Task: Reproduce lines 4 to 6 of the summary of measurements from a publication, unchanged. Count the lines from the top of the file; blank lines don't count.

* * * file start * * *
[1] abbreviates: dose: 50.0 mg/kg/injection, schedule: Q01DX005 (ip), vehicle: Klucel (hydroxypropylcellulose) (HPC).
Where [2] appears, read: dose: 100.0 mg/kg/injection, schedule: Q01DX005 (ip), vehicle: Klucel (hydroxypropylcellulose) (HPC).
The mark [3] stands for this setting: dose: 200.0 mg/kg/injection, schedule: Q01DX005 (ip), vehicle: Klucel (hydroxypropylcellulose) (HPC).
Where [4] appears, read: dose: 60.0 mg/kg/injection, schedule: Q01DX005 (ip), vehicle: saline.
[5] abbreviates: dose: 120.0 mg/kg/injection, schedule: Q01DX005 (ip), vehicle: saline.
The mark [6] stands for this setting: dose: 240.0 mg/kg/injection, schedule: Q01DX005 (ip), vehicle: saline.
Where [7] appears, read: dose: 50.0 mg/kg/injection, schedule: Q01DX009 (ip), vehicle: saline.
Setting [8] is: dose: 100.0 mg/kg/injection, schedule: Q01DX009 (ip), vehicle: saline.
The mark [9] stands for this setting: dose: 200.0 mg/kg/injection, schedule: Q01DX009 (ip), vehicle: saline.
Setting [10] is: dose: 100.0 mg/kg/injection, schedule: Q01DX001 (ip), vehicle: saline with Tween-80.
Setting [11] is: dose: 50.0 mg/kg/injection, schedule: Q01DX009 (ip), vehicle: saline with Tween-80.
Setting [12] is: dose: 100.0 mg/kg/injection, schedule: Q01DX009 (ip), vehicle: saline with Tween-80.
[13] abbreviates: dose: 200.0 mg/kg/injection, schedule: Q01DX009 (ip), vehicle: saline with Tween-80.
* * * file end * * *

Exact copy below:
Where [4] appears, read: dose: 60.0 mg/kg/injection, schedule: Q01DX005 (ip), vehicle: saline.
[5] abbreviates: dose: 120.0 mg/kg/injection, schedule: Q01DX005 (ip), vehicle: saline.
The mark [6] stands for this setting: dose: 240.0 mg/kg/injection, schedule: Q01DX005 (ip), vehicle: saline.